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Can the U.S. and Russia make more progress on nuclear security?

State Department official lauds enforcement of New START Treaty, but cites need for more work.

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Political tensions between the U.S. and Russia have increased in the last year, raising concerns about how effectively the two states will be able to pursue nuclear arms-reduction goals.

Striking a note of cautious optimism in an MIT talk yesterday, Rose Gottemoeller, U.S. undersecretary of state for arms control, praised Russia’s “businesslike” enforcement of the U.S.-Russia New START Treaty, but cited a need for continued progress in other areas of nuclear security.

“The United States and Russia are continuing to implement the treaty in a businesslike manner, despite all the tensions,” Gottemoeller said, referring to the military conflict in the Ukraine. The U.S. accuses Russia of occupying Ukrainian territory in Crimea; Russia claims the area is historically its own.

The U.S. and Russia inspect each other’s facilities 18 times a year as part of the New START Treaty, which was signed in 2010, went into effect in 2011, and calls for a reduction to 1,550 nuclear warheads deployed on certain delivery systems by the year 2018.

Gottemoeller said that “the Russians have been good partners” on issues such as removing chemical weapons from Syria, and reiterated American willingness to reduce nuclear arsenals by a further one-third, an offer President Barack Obama made publicly at a speech in Berlin in 2013.

“The greatest prize at the current time is if we can get the Russians to [pursue] the Berlin” proposal, Gottemoeller said.

Still, as Gottemoeller made clear in her remarks, areas of arms-control friction remain between the two states right now. She noted a central one early in her talk: The U.S. contends that Russia has been in violation of the Intermediate-Range Nuclear Forces Treaty (INF), a 1987 U.S.-Soviet Union pact that bans ground-launched nuclear and conventional weapons with a range of up to 5,500 kilometers.

“We have been attempting to press this very serious matter with the Russian Federation,” Gottemoeller said, emphasizing that the U.S. is “fully committed to the continued viability of the INF treaty, and we are in full compliance with it.”

The road ahead

Gottemoeller’s public talk — “Future Prospects for U.S.-Russia Arms Control” — was delivered Thursday afternoon in MIT’s Building 54, in front of an audience that included students, faculty, diplomats, and peace activists. 

She emphasized that public awareness of both the ongoing threat posed by nuclear weapons and of recent progress in arms control needs to be enhanced.

“At the end of the Cold War, the looming threat of nuclear war seemed to drift away,” Gottemoeller said. Public support for nuclear security has a practical dimension to it, since the U.S. Senate must ratify arms treaties — and public opinion has the ability to sway senators.

The U.S. has also significantly reduced a stockpile of what was once 31,000 nuclear weapons, Gottemoeller noted; in another area of progress, the U.S. and Russia have collaborated on a program that has repurposed Russian nuclear materials — the equivalent of thousands of bombs — into nuclear-energy fuel in the U.S.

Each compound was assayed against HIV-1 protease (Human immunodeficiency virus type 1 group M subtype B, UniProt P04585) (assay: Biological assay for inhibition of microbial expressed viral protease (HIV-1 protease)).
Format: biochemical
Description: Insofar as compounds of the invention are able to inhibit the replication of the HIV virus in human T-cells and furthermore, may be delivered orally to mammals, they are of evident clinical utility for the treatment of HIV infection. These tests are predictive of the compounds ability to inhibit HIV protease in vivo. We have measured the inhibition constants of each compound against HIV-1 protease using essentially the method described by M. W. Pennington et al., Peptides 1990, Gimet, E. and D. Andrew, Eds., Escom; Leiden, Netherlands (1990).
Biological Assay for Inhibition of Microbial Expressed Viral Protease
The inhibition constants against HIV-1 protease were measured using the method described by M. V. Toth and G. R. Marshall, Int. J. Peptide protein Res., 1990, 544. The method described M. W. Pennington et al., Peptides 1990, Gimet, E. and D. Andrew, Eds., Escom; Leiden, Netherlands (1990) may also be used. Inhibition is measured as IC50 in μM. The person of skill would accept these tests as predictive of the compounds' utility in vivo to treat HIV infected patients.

As for the next steps for nuclear security, Gottemoeller suggested that further bilateral arms reductions between the U.S. and Russia should take precedence over multilateral arms-reduction talks among several of the world’s nuclear powers, including Britain, France, and China.

“To my mind, this [multilateral approach] doesn’t make sense, because the U.S. and Russia control 90 percent of nuclear weapons,” Gottemoeller said.

The U.S. and Russia will also need to work together next spring to perform the mandated five-year review of 1970’s Treaty of the Non-Proliferation of Weapons (NPT), the world’s largest and longest-lasting global nuclear-weapons agreement.

Gottemoeller said it could be “a difficult review conference” for multiple reasons, including U.S. concerns over the spread of nuclear materials in the Middle East. However, she stated, “I want the NPT regime to be increasingly and constantly strengthened.”

Moreover, Gottemoeller emphasized, “It is in the U.S. interest, and in the interest of countries around the world, that the 70-year history of nonuse of nuclear weapons be continued.” She concluded her talk by quoting former U.S. President Calvin Coolidge, in what could be a mantra for arms negotiators: “Nothing in the world can take the place of persistence.”

Subrata Ghoshroy, a research affiliate in the Program in Science, Technology, and Society, and R. Scott Kemp, an assistant professor of nuclear science and engineering, arranged for the undersecretary's visit. The Program in Science, Technology, and Global Security; the Technology and Culture Forum; and the Department of Nuclear Science and Engineering organized and hosted the event.

Topics: Security studies and military, Politics, Political science, Technology and society, Nuclear science and engineering, School of Engineering, SHASS, Special events and guest speakers, International relations


Let's bomb each other more in Red-Alert other than in real life.

Rose Gottemoeller's name is spelled incorrectly throughout this entire article. It does not have an "n" in it. I suggest you publish a correction and update the article.

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